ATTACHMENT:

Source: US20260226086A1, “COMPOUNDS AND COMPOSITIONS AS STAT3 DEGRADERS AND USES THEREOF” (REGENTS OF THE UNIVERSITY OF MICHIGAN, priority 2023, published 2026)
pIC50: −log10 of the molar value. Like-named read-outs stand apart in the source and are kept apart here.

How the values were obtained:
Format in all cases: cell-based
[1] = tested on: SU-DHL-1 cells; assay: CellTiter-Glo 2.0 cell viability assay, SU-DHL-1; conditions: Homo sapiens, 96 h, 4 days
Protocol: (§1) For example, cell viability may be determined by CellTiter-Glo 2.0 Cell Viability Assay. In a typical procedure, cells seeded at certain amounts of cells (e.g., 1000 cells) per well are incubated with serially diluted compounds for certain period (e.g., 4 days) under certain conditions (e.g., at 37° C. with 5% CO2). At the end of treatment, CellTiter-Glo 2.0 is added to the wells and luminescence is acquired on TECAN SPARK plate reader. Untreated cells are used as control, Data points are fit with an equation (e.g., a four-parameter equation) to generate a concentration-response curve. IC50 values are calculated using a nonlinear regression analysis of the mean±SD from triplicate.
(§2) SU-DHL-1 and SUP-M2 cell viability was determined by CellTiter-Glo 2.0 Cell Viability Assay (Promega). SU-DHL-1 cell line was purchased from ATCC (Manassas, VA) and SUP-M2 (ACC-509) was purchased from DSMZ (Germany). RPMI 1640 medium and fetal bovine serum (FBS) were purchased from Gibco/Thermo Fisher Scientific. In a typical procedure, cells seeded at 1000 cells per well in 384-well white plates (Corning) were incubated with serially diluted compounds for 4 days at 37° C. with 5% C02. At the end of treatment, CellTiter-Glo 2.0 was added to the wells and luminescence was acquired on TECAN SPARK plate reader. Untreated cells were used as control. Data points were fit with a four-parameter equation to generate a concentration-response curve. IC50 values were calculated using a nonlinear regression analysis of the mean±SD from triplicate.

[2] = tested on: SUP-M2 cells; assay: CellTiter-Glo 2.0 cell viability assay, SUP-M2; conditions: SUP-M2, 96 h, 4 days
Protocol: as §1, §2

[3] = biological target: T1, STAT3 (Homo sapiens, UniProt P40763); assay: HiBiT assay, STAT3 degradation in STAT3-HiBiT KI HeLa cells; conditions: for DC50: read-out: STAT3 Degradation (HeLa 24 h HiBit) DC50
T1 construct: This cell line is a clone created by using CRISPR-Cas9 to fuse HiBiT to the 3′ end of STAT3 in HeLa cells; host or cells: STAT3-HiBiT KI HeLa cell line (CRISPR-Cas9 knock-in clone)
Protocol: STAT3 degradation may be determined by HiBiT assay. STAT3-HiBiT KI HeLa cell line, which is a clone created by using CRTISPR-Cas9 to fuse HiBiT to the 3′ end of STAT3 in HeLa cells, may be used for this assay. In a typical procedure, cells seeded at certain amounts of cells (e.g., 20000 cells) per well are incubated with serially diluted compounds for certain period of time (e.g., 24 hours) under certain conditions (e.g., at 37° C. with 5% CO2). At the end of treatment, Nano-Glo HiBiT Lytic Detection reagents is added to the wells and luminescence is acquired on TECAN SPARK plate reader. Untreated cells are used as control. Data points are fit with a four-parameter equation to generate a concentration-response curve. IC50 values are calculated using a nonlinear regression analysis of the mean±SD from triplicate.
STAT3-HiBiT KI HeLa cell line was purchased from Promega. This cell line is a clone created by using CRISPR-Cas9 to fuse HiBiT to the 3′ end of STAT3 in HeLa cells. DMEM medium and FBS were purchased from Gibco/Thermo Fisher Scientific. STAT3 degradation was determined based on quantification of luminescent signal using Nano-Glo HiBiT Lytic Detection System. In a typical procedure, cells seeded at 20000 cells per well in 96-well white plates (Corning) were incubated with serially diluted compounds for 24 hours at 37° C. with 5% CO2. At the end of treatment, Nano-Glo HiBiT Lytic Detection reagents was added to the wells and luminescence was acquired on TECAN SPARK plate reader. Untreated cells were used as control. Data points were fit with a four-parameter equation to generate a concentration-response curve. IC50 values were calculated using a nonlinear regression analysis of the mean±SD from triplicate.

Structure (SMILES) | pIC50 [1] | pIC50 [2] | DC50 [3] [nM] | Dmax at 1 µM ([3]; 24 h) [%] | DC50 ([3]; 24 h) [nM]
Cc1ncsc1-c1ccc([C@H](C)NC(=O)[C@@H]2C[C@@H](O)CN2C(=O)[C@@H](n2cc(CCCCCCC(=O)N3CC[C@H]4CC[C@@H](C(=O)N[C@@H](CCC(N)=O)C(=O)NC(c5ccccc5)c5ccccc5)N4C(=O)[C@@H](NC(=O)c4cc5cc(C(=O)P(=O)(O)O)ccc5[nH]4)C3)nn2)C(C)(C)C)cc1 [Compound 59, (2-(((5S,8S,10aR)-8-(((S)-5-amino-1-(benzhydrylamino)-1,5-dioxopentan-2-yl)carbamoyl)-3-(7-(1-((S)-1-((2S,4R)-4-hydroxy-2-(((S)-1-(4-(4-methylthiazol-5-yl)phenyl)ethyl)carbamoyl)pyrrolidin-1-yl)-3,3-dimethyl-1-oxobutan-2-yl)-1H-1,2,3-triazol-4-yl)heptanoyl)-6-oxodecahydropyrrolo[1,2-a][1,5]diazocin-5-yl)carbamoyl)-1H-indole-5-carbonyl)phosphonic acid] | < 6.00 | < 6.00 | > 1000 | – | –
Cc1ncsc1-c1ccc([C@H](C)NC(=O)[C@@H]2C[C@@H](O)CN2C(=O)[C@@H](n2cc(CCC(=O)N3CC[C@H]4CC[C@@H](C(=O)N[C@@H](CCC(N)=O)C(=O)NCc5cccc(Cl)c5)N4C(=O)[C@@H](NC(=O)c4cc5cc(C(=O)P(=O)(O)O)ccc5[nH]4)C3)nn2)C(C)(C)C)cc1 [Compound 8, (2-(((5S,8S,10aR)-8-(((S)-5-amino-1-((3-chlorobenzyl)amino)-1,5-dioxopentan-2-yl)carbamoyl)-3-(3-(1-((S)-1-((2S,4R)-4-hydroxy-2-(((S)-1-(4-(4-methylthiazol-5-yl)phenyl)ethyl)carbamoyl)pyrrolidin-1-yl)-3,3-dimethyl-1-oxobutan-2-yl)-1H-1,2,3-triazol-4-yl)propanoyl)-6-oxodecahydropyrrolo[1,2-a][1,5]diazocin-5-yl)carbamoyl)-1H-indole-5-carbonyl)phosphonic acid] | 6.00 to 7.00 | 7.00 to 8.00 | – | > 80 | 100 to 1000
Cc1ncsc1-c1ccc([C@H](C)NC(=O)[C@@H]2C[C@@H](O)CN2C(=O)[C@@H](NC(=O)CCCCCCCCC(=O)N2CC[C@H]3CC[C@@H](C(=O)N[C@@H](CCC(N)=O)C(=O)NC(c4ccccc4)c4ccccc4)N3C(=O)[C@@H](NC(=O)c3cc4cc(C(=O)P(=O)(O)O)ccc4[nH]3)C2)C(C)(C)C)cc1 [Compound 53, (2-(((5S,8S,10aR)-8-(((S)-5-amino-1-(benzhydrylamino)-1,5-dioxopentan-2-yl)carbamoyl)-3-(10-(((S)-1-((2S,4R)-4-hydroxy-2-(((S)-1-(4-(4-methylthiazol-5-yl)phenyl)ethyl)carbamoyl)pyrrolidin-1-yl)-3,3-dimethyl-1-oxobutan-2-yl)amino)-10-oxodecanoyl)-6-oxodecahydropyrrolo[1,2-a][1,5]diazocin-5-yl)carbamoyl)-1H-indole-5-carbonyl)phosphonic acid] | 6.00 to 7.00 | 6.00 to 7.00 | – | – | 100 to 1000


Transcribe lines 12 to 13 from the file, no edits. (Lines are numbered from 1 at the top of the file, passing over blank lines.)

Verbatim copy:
Protocol: STAT3 degradation may be determined by HiBiT assay. STAT3-HiBiT KI HeLa cell line, which is a clone created by using CRTISPR-Cas9 to fuse HiBiT to the 3′ end of STAT3 in HeLa cells, may be used for this assay. In a typical procedure, cells seeded at certain amounts of cells (e.g., 20000 cells) per well are incubated with serially diluted compounds for certain period of time (e.g., 24 hours) under certain conditions (e.g., at 37° C. with 5% CO2). At the end of treatment, Nano-Glo HiBiT Lytic Detection reagents is added to the wells and luminescence is acquired on TECAN SPARK plate reader. Untreated cells are used as control. Data points are fit with a four-parameter equation to generate a concentration-response curve. IC50 values are calculated using a nonlinear regression analysis of the mean±SD from triplicate.
STAT3-HiBiT KI HeLa cell line was purchased from Promega. This cell line is a clone created by using CRISPR-Cas9 to fuse HiBiT to the 3′ end of STAT3 in HeLa cells. DMEM medium and FBS were purchased from Gibco/Thermo Fisher Scientific. STAT3 degradation was determined based on quantification of luminescent signal using Nano-Glo HiBiT Lytic Detection System. In a typical procedure, cells seeded at 20000 cells per well in 96-well white plates (Corning) were incubated with serially diluted compounds for 24 hours at 37° C. with 5% CO2. At the end of treatment, Nano-Glo HiBiT Lytic Detection reagents was added to the wells and luminescence was acquired on TECAN SPARK plate reader. Untreated cells were used as control. Data points were fit with a four-parameter equation to generate a concentration-response curve. IC50 values were calculated using a nonlinear regression analysis of the mean±SD from triplicate.